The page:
When the Singapore police nailed four suspected members of a loan-sharking syndicate on July 21, they seized the usual paraphernalia: cellphones and prepaid SIM cards as well as time-honored tools of intimidation, including paint to be splashed on the doors of bad debtors and super-glue to lock them inside their apartments.
The government has blamed this crime wave on the deteriorating economic climate. GDP fell 9.5 percent in the first quarter of 2009 and 3.5 percent in the second. The tough times for the loan sharks’s prey, the police say, are exacerbated by the fact that many of the younger debtors end up joining the syndicates as runners when they can’t afford to repay their loans.
The terms are steep, normally a usurious 40 percent to 50 percent per month if the luckless borrowers can meet the agreed payments. They are the lucky ones. Defaulters are met by a demand that the borrower pay the full amount as a penalty charge. The annual rate can thus easily top 1,000 percent.
While loan sharks — or Ah Longs as they are known — have long been a ubiquitous presence on Singapore’s sprawling public housing estates, this gang is one of a growing number taking bully-boy tactics to the next level.
Police said one of the members had been sending bullets to borrowers in an attempt to scare them into paying up. The syndicate, which police said was responsible for more than 600 harassment cases, was said to have also been terrorizing the wider community by starting fires outside the apartments of bad debtors.
Cynthia Phua, an MP from the ruling People’s Action Party, said the level of harassment in her constituency in eastern Singapore had surged.
“It is also more violent,” she said. “We are seeing things we did not see before, like petrol bombs and innocent neighbors being harassed.”
In a city-state that proudly boasts one of the lowest crime rates in Asia, such violence was once rare. But, worryingly for the government and the vast majority of the population who live in the public housing estates, it is becoming increasingly widespread as the economic crisis forces more people to turn to loan sharks.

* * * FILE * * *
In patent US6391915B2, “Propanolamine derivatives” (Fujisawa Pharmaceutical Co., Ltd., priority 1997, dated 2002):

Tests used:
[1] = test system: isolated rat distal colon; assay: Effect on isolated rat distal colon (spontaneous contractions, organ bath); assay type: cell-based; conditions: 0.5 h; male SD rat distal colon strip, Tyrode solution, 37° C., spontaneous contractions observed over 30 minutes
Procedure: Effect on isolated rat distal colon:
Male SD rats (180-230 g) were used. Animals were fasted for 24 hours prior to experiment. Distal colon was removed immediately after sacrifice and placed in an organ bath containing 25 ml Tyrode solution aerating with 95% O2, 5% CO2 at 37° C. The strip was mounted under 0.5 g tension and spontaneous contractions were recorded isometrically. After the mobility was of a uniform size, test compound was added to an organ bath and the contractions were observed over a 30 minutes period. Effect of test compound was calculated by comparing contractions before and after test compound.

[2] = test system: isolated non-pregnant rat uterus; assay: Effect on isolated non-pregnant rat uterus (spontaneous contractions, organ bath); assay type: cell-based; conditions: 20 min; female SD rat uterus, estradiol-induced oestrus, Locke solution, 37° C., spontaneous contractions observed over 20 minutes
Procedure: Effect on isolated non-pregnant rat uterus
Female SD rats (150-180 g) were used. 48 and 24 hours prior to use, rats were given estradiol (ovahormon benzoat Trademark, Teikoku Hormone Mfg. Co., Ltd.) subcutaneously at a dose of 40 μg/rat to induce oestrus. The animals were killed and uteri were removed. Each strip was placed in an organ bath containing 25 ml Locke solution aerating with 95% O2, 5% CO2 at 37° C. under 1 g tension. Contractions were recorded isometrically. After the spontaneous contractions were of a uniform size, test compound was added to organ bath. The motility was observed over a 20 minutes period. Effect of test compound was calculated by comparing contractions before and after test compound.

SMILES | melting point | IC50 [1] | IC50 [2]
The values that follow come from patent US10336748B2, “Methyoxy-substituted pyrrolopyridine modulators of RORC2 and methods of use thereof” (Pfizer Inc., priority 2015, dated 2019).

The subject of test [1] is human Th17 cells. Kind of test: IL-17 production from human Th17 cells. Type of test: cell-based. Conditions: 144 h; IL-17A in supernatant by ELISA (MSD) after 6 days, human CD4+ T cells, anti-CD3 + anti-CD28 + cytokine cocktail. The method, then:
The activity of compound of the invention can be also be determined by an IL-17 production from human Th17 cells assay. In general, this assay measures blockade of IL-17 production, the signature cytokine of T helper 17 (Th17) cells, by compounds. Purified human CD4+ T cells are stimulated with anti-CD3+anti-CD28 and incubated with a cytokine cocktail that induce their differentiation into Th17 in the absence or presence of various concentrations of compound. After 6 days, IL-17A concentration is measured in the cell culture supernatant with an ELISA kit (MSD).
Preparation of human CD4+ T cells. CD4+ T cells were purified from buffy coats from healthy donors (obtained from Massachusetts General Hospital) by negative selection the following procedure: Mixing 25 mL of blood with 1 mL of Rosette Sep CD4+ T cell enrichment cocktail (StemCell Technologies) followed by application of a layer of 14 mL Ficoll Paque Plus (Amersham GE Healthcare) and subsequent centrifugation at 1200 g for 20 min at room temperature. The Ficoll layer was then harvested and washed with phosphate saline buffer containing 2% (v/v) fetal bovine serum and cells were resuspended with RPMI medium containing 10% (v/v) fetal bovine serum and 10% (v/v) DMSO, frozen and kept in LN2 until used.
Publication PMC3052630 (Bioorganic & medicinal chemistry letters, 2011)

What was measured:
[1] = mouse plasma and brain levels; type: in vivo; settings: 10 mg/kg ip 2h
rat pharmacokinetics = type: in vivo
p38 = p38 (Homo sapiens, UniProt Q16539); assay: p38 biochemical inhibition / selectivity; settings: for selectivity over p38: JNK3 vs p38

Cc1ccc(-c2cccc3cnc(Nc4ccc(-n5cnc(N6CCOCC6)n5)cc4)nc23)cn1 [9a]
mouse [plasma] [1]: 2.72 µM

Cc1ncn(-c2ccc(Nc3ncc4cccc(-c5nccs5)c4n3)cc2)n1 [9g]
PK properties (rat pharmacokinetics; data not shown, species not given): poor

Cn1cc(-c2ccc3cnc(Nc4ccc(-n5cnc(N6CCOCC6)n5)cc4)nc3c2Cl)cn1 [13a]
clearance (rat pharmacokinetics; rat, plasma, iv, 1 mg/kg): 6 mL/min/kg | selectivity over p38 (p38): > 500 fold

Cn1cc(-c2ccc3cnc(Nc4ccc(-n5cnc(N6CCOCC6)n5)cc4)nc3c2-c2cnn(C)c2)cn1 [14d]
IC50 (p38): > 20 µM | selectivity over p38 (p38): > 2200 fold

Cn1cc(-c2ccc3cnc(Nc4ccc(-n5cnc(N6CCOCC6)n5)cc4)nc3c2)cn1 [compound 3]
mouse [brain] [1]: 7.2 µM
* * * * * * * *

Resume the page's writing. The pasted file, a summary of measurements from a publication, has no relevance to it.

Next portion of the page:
Although overall crime fell slightly in the first half of the year, the number of reported cases of loan sharking and harassment more than doubled to 9,395, according to the Singapore Police Force. The number of people arrested for such offenses doubled to 417, with a sharp rise in the number of young people getting involved in loan shark gangs. One in five of those arrested for loan sharking and intimidation was aged 19 or under, compared with just one in 10 in the first half of last year.
While Singapore’s loan sharks rarely resort to the sort of extreme tactics practiced by their counterparts in Macau and Hong Kong — kidnapping and sometimes murder, or pouring gasoline under the door of someone in arrears and lighting it — they are well-versed in the language of intimidation and fear. The Singapore Ah Longs spray graffiti on the walls of common areas identifying bad debtors, threaten their family members and vandalize their cars and apartments. Although they target the debtors and their families, they spread fear throughout the community, not least because the junior loan shark runners often go after the wrong people.
Earlier this year, Home Minister Wong Kan Seng said he was considering making it a criminal offense to borrow from unlicensed money lenders. However, social workers and organizations that help victims of loan shark harassment are largely opposed to this approach, insisting that it would criminalize the desperate and the needy, who only borrow from Ah Longs because they have no other sources of credit, and drive the problem further underground.
“Most of the people who turn to loan sharks are from low-income families and they usually borrow small amounts,” often as little as 200 Singapore dollars ($138), says Ravi Philemon, a voluntary social worker and the executive director of a charity for the mentally disabled. “You shouldn’t criminalize people who have no choice but to turn to the loan sharks to buy food and clothes for their families.”
Philemon argues that if the law were passed it would prevent victims of loan shark harassment from going to the police for fear that they themselves would be arrested.
Philemon believes that the root cause of the problem is a lack of sources of unsecured credit for less well-off Singaporeans. He cites the case of one family that wanted to set up a food stall and had no other alternative than to borrow from a loan shark. W hen their business faced cash-flow problems, they defaulted on their repayments and the amount they owed spiraled from 20,000 Singapore dollars to 90,000 dollars. They were eventually forced to sell their flat earlier this year and now live in a tent in a park.
“We need to make loans available to lower-income families and if the banks won’t lend at the moment then the government should,” he argues.